Marine Corps Stories: In Agreement
General Misha Wainwright has a new plan.
A motorcade ambled down the road. Marine General Misha Wainwright, Lieutenant General Tasha Spraic, and Major General Paul Brandt looked pensive. Misha flicked some Irish pennants from her sleeve. Tasha tapped away at her mobile device. Brandt studied the notes from the recent bombing of Iran.
“Mish’, we’ve got ground troops now,” Brandt said.
“Yes, and that was my error. I should have not sanctioned for our Marines to storm that savage land on foot. The bombings were sufficient.”
Misha sighed. “I know one thing. I am going to ensure that these troops no longer go into harm’s way. I will send the order for more drones to drop bombs on the madrassas and other schools that preach viciousness.”
Tasha adjusted her seatbelt. The luxury sedan that the three generals travelled in afforded them the possibility to be comfortable. But no looks of comfort crossed their faces. Like crumpled paper, all three of them bore bitter countenances.
“I should have sent that order in the first place,” Misha said. “I didn’t want to hesitate so I pushed for the boots on the ground model. If lives, limbs, or minds are lost, that weight is upon me. You two had nothing to do with it, okay?”
“Yes, ma’am,” Tasha and Brandt said in unison.
Misha then pulled up on a digital screen that displayed holograms. She jabbed a manicured finger at the floating images.
“The ordnance from the sky took out the majority of the city of Tehran. Little to no ‘innocent’ casualties were reported. With the troops that we have now, what is it Paul?”
“About two hundred, Misha.”
“Okay, two hundred that’s good. What we need to do is firebomb as many of those specific targets from the air and allow the ground troops to eliminate any threats that may arise out of that firestorm.”
“Misha?” Tasha asked.
“We can do all of this within a thirty minute time frame. The air support is still within the area. Once we scramble those drones, then we can carry out this new mission.”
Paul Brandt shook his head. “No, I think that we ought to refrain from further damaging the city. It’s sustained considerable damage already. We have no civilian casualties, hell, we have very few weaponized jihadists that were lost. Is this the right thing, General Wainwright?”
Misha took a large breath of air as if emerging from the watery deep.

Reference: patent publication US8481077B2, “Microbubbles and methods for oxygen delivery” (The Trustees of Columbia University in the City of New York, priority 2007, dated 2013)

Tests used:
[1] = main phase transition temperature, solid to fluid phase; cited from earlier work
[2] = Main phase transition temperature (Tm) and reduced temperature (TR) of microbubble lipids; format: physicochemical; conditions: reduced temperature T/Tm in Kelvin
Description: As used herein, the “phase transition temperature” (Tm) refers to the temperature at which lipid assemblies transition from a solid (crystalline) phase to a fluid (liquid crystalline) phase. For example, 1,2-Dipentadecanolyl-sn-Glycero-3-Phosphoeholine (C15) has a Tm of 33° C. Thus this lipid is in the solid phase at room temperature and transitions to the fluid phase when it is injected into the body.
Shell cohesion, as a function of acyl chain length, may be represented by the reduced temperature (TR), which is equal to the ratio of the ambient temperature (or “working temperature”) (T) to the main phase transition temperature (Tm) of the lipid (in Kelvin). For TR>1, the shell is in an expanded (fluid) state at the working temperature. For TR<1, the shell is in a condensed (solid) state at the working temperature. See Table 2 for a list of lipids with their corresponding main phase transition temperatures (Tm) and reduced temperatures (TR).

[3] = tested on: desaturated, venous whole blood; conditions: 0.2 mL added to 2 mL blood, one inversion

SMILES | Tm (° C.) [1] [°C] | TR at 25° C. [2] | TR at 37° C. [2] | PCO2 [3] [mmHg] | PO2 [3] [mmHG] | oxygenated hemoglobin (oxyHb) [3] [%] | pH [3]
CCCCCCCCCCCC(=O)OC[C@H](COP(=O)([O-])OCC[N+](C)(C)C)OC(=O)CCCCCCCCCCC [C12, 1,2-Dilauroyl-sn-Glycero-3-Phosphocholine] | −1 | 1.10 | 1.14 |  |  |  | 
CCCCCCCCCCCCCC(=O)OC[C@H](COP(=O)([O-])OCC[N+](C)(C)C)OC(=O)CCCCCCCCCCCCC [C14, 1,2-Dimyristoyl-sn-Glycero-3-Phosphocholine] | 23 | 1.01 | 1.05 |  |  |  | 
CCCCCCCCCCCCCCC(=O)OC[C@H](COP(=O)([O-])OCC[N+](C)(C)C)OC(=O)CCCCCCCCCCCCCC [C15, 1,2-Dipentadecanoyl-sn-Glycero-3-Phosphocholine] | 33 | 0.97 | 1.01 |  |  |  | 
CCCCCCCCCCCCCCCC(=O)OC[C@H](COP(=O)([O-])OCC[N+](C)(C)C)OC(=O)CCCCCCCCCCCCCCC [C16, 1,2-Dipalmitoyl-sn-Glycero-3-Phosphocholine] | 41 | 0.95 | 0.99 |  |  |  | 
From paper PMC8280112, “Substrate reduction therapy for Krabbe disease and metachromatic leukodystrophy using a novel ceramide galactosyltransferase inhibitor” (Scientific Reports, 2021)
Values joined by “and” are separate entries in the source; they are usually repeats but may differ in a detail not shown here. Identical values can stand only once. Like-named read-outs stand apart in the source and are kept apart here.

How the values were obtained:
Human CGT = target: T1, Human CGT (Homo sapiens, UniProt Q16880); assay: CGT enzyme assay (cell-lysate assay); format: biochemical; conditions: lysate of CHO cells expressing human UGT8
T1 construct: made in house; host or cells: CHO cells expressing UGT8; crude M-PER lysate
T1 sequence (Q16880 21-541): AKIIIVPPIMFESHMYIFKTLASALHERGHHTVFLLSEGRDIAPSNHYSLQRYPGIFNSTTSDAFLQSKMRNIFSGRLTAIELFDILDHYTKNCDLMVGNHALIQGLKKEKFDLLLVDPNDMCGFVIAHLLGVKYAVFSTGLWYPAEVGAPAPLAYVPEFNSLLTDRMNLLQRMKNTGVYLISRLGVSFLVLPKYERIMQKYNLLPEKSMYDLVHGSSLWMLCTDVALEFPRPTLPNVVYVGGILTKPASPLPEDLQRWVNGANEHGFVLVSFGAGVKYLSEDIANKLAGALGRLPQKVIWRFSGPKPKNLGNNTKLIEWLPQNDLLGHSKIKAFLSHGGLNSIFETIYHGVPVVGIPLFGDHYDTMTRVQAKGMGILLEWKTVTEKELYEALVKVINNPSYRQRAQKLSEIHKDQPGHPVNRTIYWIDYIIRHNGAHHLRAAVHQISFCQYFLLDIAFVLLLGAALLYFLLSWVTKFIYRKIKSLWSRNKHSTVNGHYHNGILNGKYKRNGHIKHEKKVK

“Major General Brandt, I am aware that you are against the original mission. It, again, was my negligence to send in those Marines. But with this new order to raze those schools to the ground, the regime that should appear in its wake will have no capability to ‘educate’ future Islamists. So, I take your words but I disagree with them, respectfully.”
Brandt rested his arm on the window. He peered out into the street.
“I think that we should take preventative measures now rather than react to what we already did, respectfully, General.”
“Look at this image Paul,” Misha said.
The bluish-green glow of the weapons factory and army clothing warehouse with flames licking at their sides like a tiger’s tongue handling a steak.
“Do you not see the full force of the United States Armed Forces and our fine Marines, especially?”
“I see it.”
“This is the beginning and the end. We have carved out a space for our own people, Americans, to feel safe that we’re not going to be facing the East or kowtowing to our enemy anymore. This is a sure way to instill into each individual in the United States that they are protected. My failure in judgement is a blunder that I must carry with me. I let our Devil Dogs down on this one. But we must continue with the fight against jihadists. It’s imperative.”
“You may have erred, Mish’, but this plan will be effective,” Tasha said.
Paul sighed heavily. He looked at the digital fire and the smoke rising towards the sky. “I agree with your new order, Mish’.”
No one smiled. The image disappeared and they all looked like when they had just had their wisdom teeth extracted. Then, a smile crept on the faces of each general with the knowledge of Operation American Freedom persisting. While they bore no teeth, the subtle grins evinced that all three remained in agreement.